Summit County officials eye new Mind Springs CEO with hope, but keep local health care efforts in direct line of sight
Mind Springs has hired a new CEO to replace interim CEO and previous chief financial officer of Mind Springs, Doug Pattison. Pattison took over after CEO Sharon Raggio stepped down in January.
The Mind Springs board of directors has chosen John Sheehan, who comes from Rochester Regional Health Information Organization in Rochester, New York. Sheehan began as their CEO and president in August 2021.
Sheehan will begin his new position at Mind Springs in early August with a base salary of $400,000 and a three-year contract. He comes to Mind Springs after eight months of investigations into the organization’s operations.
In March, the Colorado News Collaborative reported state officials had kept life-threatening incidents at Mind Springs under wraps. In May, a tri-agency audit was performed after many complaints about Mind Springs emerged. Some of these complaints were from whistleblowers that came forward about alleged falsified patient records.
Furthermore, Summit County residents have come forward with testimonies of loved ones who they believe were mistreated by Mind Springs’ health care system.
In light of these findings, Summit County has started to cut ties with Mind Springs, and leaders are considering joining Eagle County’s new community mental health center called Eagle Valley Behavioral Health.
While open to the possibility of positive change with Sheehan’s arrival, Summit County Commissioner Tamara Pogue said she’s more focused on Summit County’s internal efforts to support its residents’ mental health. Regarding the county’s plans to cut ties with Mind Springs, Pogue said nothing is official yet, and there’s a reason why.
Colorado’s recent legislative session brought forth a plethora of new legislation aimed at improving the mental health system within the state.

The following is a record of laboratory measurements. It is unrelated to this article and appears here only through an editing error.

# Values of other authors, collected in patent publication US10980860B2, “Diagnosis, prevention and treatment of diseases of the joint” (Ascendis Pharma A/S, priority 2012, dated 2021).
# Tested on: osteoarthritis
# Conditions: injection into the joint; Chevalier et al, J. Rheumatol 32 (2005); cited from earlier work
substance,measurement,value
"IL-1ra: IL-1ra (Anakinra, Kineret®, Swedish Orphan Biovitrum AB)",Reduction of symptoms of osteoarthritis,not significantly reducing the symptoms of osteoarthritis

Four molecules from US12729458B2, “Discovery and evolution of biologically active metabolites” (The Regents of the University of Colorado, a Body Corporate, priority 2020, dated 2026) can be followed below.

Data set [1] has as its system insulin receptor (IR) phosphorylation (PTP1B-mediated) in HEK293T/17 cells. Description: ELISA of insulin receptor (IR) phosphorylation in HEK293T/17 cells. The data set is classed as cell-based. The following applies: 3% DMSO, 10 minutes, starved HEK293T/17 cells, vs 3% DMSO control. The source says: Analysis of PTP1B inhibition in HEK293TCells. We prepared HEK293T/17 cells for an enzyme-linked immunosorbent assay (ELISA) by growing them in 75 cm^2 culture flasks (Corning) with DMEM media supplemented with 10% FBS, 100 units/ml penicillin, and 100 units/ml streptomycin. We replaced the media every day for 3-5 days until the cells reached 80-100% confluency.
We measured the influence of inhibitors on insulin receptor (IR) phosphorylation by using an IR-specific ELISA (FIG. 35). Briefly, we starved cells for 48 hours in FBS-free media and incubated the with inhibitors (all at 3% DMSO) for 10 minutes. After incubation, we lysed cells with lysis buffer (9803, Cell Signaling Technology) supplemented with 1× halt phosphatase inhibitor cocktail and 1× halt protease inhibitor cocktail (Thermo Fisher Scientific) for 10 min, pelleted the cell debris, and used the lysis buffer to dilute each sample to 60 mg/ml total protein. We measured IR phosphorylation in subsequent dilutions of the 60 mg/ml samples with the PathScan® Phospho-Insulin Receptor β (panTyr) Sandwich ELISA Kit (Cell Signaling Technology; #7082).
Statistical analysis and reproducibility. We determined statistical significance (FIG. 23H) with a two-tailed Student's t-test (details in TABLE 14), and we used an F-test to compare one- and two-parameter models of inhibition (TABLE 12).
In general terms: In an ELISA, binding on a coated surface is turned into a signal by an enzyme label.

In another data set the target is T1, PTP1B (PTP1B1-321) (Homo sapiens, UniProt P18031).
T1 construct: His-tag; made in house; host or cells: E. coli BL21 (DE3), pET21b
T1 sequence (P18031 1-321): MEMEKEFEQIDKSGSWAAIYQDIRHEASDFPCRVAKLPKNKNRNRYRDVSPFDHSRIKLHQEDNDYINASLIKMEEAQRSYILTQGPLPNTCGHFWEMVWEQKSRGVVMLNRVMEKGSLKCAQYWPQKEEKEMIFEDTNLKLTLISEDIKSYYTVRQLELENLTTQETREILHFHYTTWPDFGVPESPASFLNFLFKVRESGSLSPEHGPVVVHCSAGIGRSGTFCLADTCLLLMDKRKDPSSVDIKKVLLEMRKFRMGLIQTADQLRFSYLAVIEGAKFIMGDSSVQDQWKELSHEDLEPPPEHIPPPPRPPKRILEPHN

Pogue explained the new legislation would encourage local community providers to fill behavioral health needs. It encourages authenticity because the provider would not receive dollars until they prove they can deliver effective behavioral health care.
“Let’s just say, you know, a private practice provider in Summit County that feels like he or she has the capacity to meet all of those standards, can then apply to become the safety net provider for Summit County,” Pogue said. “So it just makes it a much more transparent process than what we have right now.”
She added that a local community system would be a much more “organic and homegrown” approach compared to Summit County’s relationship with Mind Springs.
Summit County Sheriff Jaime FitzSimons feels similarly.
“We’ve moved on from Mind Springs,” FitzSimons said. “We’ve taken care of our own community. It’s more about — what can Mind Springs offer at this point?”
FitzSimons expressed his gratitude for how the community has supported mental health access.
“When I say that our tremendous overwhelming success is due to our community and our stakeholders in the community, that’s what Minds Springs — even if they came back tomorrow — couldn’t duplicate. It’s not their community,” he said.
Even if the county is no longer reliant on Mind Springs, both officials said they were hopeful that Sheehan would try to repair ties with Summit County.
Sheehan has been in the behavioral health field since he was 18. After being in the field for so long, Sheehan has worn many hats within the behavioral health industry. He’s worked in in-patient care, technology and administration and was the vice president of Baycare Health System Incorporated in Tampa, Florida.